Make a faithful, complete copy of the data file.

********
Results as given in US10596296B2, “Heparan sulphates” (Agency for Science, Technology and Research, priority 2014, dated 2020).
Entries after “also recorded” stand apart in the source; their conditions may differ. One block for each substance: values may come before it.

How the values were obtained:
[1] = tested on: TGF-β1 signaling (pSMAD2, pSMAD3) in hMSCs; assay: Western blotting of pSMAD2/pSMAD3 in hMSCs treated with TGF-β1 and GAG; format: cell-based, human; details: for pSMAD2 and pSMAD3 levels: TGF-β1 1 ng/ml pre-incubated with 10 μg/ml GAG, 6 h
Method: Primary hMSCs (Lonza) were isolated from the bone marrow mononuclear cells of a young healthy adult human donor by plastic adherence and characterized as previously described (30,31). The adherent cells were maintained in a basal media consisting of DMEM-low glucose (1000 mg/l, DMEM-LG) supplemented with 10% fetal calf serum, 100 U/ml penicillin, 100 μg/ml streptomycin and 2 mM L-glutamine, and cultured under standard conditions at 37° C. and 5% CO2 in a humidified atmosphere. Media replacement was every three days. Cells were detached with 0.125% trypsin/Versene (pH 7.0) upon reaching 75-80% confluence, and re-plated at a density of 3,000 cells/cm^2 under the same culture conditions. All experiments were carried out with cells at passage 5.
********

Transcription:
Results as given in US10596296B2, “Heparan sulphates” (Agency for Science, Technology and Research, priority 2014, dated 2020).
Entries after “also recorded” stand apart in the source; their conditions may differ. One block for each substance: values may come before it.

How the values were obtained:
[1] = tested on: TGF-β1 signaling (pSMAD2, pSMAD3) in hMSCs; assay: Western blotting of pSMAD2/pSMAD3 in hMSCs treated with TGF-β1 and GAG; format: cell-based, human; details: for pSMAD2 and pSMAD3 levels: TGF-β1 1 ng/ml pre-incubated with 10 μg/ml GAG, 6 h
Method: Primary hMSCs (Lonza) were isolated from the bone marrow mononuclear cells of a young healthy adult human donor by plastic adherence and characterized as previously described (30,31). The adherent cells were maintained in a basal media consisting of DMEM-low glucose (1000 mg/l, DMEM-LG) supplemented with 10% fetal calf serum, 100 U/ml penicillin, 100 μg/ml streptomycin and 2 mM L-glutamine, and cultured under standard conditions at 37° C. and 5% CO2 in a humidified atmosphere. Media replacement was every three days. Cells were detached with 0.125% trypsin/Versene (pH 7.0) upon reaching 75-80% confluence, and re-plated at a density of 3,000 cells/cm^2 under the same culture conditions. All experiments were carried out with cells at passage 5.